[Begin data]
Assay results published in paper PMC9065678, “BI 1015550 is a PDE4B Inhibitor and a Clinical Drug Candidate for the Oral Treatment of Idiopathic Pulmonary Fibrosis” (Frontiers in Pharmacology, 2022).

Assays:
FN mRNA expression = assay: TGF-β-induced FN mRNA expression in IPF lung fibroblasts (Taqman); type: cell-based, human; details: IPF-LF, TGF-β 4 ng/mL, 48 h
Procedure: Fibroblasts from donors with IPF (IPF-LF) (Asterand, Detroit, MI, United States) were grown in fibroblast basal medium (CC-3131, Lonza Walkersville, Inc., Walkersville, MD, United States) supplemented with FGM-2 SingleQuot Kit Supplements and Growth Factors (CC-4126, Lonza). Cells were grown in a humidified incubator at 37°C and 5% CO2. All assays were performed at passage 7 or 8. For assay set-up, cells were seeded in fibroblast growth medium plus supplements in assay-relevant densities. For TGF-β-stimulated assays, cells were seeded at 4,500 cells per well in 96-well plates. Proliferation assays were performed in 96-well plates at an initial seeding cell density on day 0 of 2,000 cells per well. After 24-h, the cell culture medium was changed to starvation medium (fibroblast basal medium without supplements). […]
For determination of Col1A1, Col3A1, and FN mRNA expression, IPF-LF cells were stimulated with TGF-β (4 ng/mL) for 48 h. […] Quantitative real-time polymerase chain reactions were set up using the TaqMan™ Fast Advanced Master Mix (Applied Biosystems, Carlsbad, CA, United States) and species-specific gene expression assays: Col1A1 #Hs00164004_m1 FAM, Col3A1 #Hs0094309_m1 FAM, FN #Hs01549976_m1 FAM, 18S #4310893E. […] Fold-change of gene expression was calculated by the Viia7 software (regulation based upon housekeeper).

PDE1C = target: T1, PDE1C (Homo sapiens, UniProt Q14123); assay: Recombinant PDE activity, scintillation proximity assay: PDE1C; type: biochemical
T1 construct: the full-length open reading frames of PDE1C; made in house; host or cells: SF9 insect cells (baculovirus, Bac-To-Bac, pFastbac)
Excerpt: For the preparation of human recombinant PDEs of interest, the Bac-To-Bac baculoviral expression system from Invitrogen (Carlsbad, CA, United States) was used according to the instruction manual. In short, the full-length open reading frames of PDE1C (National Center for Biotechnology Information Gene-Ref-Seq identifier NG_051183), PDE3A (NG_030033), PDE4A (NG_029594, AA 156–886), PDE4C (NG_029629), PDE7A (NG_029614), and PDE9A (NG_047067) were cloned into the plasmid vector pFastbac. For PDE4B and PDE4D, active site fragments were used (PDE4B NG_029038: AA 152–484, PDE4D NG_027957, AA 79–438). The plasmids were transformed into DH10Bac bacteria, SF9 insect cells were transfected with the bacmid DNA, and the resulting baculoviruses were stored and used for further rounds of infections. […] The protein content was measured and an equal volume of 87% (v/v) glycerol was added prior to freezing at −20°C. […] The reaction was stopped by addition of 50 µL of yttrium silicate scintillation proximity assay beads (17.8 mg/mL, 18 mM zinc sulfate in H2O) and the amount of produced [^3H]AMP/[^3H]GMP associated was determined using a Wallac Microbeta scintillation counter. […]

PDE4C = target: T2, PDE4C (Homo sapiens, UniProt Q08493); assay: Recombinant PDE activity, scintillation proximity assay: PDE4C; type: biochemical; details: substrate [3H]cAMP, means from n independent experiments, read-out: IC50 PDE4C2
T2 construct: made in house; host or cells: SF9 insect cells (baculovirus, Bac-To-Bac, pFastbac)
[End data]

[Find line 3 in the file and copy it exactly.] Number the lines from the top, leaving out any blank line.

FN mRNA expression = assay: TGF-β-induced FN mRNA expression in IPF lung fibroblasts (Taqman); type: cell-based, human; details: IPF-LF, TGF-β 4 ng/mL, 48 h